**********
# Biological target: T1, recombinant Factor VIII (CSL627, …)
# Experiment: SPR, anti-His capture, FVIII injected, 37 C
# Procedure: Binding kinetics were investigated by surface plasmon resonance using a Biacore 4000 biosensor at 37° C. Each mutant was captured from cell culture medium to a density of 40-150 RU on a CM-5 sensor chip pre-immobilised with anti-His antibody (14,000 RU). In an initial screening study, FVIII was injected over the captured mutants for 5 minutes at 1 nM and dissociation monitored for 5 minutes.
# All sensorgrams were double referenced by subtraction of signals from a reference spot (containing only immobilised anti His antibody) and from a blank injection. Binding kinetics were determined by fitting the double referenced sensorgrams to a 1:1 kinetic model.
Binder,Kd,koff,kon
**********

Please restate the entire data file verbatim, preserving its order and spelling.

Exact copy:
# Biological target: T1, recombinant Factor VIII (CSL627, …)
# Experiment: SPR, anti-His capture, FVIII injected, 37 C
# Procedure: Binding kinetics were investigated by surface plasmon resonance using a Biacore 4000 biosensor at 37° C. Each mutant was captured from cell culture medium to a density of 40-150 RU on a CM-5 sensor chip pre-immobilised with anti-His antibody (14,000 RU). In an initial screening study, FVIII was injected over the captured mutants for 5 minutes at 1 nM and dissociation monitored for 5 minutes.
# All sensorgrams were double referenced by subtraction of signals from a reference spot (containing only immobilised anti His antibody) and from a blank injection. Binding kinetics were determined by fitting the double referenced sensorgrams to a 1:1 kinetic model.
Binder,Kd,koff,kon